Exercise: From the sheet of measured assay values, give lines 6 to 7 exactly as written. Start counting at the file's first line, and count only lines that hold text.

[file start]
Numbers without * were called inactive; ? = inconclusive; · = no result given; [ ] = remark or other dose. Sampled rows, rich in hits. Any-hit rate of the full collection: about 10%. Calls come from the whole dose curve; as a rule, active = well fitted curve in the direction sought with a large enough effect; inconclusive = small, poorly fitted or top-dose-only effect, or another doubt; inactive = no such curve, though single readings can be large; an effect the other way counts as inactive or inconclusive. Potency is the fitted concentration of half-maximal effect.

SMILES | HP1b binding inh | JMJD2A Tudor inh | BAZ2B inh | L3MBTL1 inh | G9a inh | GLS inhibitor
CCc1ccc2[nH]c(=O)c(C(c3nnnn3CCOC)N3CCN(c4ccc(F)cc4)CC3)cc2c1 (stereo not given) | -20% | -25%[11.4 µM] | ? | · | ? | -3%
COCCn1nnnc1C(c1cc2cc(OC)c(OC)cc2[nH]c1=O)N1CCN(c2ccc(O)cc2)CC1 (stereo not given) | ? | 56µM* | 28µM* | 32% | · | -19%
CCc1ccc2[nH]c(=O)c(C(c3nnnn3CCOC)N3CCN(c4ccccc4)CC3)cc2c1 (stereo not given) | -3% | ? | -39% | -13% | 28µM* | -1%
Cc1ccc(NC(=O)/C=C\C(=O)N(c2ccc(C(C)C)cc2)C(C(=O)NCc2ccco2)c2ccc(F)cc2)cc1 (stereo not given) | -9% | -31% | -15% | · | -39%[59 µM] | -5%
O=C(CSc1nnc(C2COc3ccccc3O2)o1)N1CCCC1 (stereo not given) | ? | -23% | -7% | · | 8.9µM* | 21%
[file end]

Cc1ccc(NC(=O)/C=C\C(=O)N(c2ccc(C(C)C)cc2)C(C(=O)NCc2ccco2)c2ccc(F)cc2)cc1 (stereo not given) | -9% | -31% | -15% | · | -39%[59 µM] | -5%
O=C(CSc1nnc(C2COc3ccccc3O2)o1)N1CCCC1 (stereo not given) | ? | -23% | -7% | · | 8.9µM* | 21%